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Movie Review: Man of the Year

Man of the Year
Written and directed by Barry Levinson

Well, we’ve had Mr. Smith Goes to Washington, and we’ve had Dave, and Bulworth, and A Distinguished Gentleman, and probably several other let’s-cut-the-bullshit movies about politics I’m missing. What exactly could Robin Williams and director Barry Levinson bring to the table? The answer is, fool everyone into thinking this is a tailor-made comedy vehicle for Williams and instead make it into a messy political quasi-thriller.

Tom Dobbs (Williams) is a late-night talk show host like Jon Stewart, and based on one semi-joking suggestion from an audience member, decides to run for the White House with the help of his producer Jack Menken (Christopher Walken) and his head writer Eddie Langston (Lewis Black). Dobbs starts off trying to be serious about the campaign, sounding like every other candidate out there until the debates, when he starts taking on the issues in a subversive manner.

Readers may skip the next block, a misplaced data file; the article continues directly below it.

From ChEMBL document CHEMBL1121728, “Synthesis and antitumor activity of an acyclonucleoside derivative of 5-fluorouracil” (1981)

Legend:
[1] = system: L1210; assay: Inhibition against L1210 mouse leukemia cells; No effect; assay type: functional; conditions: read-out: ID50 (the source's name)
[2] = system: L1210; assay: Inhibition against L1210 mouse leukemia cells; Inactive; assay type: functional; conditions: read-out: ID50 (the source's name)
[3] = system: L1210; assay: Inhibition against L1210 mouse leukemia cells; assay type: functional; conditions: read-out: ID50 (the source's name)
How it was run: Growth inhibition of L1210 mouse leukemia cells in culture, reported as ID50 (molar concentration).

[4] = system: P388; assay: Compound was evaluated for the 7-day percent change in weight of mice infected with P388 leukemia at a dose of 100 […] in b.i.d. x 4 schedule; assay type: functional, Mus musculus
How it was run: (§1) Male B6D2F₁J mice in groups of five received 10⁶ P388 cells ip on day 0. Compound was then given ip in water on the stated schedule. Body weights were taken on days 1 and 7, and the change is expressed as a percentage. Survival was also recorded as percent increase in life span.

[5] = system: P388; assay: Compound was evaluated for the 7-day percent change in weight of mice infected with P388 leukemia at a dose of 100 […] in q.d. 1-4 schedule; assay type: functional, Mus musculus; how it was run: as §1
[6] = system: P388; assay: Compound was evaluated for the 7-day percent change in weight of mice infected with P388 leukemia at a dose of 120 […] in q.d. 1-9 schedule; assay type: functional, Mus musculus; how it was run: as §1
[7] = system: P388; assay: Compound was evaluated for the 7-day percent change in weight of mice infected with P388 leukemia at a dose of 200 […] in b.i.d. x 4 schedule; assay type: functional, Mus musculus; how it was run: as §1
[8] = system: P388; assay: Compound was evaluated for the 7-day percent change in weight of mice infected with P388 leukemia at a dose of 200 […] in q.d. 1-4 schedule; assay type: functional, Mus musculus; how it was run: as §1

In this year of the election, a software company has sold their election program to the masses in the era of hanging chads, easy to use for the public, one with a glitch discovered by Eleanor Green (Laura Linney). The glitch is ignored by the evil company, mostly represented by Alan Stewart (Jeff Goldblum), and it single-handedly wins the election for Dobbs. Green wants to tell the truth, but the company is throwing everything at her to discredit her and even threaten her life.

So, this comedy turns into a disconnected thriller; which is a shame because real issues concerning politics could have been skewered and brought to attention. Williams does get to put in his shots, and I got to laugh a couple of times, but it was drowned out by the strange change in tone almost scene to scene.

This movie robs itself of just being fun, which is exactly the advice Menkon and Langston give Dobbs after his dry pre-debate speeches. What the hell is this movie, seriously? A big, big misfire here, folks.

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